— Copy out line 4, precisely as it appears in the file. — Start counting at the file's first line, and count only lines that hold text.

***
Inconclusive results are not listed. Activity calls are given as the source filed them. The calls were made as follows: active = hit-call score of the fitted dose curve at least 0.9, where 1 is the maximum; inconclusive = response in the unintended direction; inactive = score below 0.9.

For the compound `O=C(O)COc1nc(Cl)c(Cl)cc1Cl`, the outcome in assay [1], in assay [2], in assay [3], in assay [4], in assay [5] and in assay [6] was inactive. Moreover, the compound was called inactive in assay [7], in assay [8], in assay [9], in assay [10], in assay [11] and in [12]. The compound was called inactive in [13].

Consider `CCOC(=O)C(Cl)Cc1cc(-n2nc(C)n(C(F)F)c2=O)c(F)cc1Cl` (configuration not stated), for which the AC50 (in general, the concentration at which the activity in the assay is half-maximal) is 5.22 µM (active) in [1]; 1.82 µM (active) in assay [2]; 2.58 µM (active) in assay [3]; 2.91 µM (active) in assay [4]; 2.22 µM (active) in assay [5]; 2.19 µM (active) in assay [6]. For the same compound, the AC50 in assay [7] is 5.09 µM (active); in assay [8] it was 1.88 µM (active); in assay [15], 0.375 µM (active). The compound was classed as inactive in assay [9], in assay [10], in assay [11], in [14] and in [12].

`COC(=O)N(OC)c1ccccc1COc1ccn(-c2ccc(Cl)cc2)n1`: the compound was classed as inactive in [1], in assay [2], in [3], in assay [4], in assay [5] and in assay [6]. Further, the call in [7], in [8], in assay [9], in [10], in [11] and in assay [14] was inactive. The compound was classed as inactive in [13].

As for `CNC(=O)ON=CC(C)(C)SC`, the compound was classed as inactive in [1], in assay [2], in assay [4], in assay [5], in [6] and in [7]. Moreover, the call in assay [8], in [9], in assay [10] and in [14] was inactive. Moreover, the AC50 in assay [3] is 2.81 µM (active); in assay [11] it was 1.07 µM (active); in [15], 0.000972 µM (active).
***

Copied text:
`COC(=O)N(OC)c1ccccc1COc1ccn(-c2ccc(Cl)cc2)n1`: the compound was classed as inactive in [1], in assay [2], in [3], in assay [4], in assay [5] and in assay [6]. Further, the call in [7], in [8], in assay [9], in [10], in [11] and in assay [14] was inactive. The compound was classed as inactive in [13].